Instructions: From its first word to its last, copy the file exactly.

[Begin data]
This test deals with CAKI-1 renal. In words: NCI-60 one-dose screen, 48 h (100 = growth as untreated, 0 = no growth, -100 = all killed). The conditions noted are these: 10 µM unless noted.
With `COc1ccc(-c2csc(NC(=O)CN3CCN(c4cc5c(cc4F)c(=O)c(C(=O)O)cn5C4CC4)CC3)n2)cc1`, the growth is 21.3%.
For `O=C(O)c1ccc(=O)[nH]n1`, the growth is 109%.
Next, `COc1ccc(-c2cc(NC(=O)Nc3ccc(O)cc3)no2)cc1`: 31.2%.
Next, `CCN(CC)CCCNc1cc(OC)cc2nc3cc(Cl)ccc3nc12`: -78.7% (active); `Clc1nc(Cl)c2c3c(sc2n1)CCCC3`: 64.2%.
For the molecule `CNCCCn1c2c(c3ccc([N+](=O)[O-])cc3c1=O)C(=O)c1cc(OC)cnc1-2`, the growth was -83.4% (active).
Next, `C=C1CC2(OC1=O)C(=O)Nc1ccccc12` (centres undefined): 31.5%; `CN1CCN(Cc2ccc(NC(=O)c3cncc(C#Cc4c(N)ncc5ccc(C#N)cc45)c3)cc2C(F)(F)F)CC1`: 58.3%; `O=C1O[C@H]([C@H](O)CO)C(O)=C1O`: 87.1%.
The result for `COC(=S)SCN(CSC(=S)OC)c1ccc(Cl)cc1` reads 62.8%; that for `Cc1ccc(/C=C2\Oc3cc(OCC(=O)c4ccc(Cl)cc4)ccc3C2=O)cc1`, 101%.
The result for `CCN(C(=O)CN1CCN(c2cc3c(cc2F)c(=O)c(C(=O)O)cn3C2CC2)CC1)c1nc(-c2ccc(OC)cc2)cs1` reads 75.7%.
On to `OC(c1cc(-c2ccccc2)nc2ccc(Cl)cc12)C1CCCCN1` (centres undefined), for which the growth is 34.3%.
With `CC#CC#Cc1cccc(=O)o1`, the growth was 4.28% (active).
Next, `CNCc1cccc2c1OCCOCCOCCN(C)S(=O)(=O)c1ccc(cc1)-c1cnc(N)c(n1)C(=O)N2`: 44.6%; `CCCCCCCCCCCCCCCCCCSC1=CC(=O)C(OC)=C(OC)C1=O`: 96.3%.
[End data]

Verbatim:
This test deals with CAKI-1 renal. In words: NCI-60 one-dose screen, 48 h (100 = growth as untreated, 0 = no growth, -100 = all killed). The conditions noted are these: 10 µM unless noted.
With `COc1ccc(-c2csc(NC(=O)CN3CCN(c4cc5c(cc4F)c(=O)c(C(=O)O)cn5C4CC4)CC3)n2)cc1`, the growth is 21.3%.
For `O=C(O)c1ccc(=O)[nH]n1`, the growth is 109%.
Next, `COc1ccc(-c2cc(NC(=O)Nc3ccc(O)cc3)no2)cc1`: 31.2%.
Next, `CCN(CC)CCCNc1cc(OC)cc2nc3cc(Cl)ccc3nc12`: -78.7% (active); `Clc1nc(Cl)c2c3c(sc2n1)CCCC3`: 64.2%.
For the molecule `CNCCCn1c2c(c3ccc([N+](=O)[O-])cc3c1=O)C(=O)c1cc(OC)cnc1-2`, the growth was -83.4% (active).
Next, `C=C1CC2(OC1=O)C(=O)Nc1ccccc12` (centres undefined): 31.5%; `CN1CCN(Cc2ccc(NC(=O)c3cncc(C#Cc4c(N)ncc5ccc(C#N)cc45)c3)cc2C(F)(F)F)CC1`: 58.3%; `O=C1O[C@H]([C@H](O)CO)C(O)=C1O`: 87.1%.
The result for `COC(=S)SCN(CSC(=S)OC)c1ccc(Cl)cc1` reads 62.8%; that for `Cc1ccc(/C=C2\Oc3cc(OCC(=O)c4ccc(Cl)cc4)ccc3C2=O)cc1`, 101%.
The result for `CCN(C(=O)CN1CCN(c2cc3c(cc2F)c(=O)c(C(=O)O)cn3C2CC2)CC1)c1nc(-c2ccc(OC)cc2)cs1` reads 75.7%.
On to `OC(c1cc(-c2ccccc2)nc2ccc(Cl)cc12)C1CCCCN1` (centres undefined), for which the growth is 34.3%.
With `CC#CC#Cc1cccc(=O)o1`, the growth was 4.28% (active).
Next, `CNCc1cccc2c1OCCOCCOCCN(C)S(=O)(=O)c1ccc(cc1)-c1cnc(N)c(n1)C(=O)N2`: 44.6%; `CCCCCCCCCCCCCCCCCCSC1=CC(=O)C(OC)=C(OC)C1=O`: 96.3%.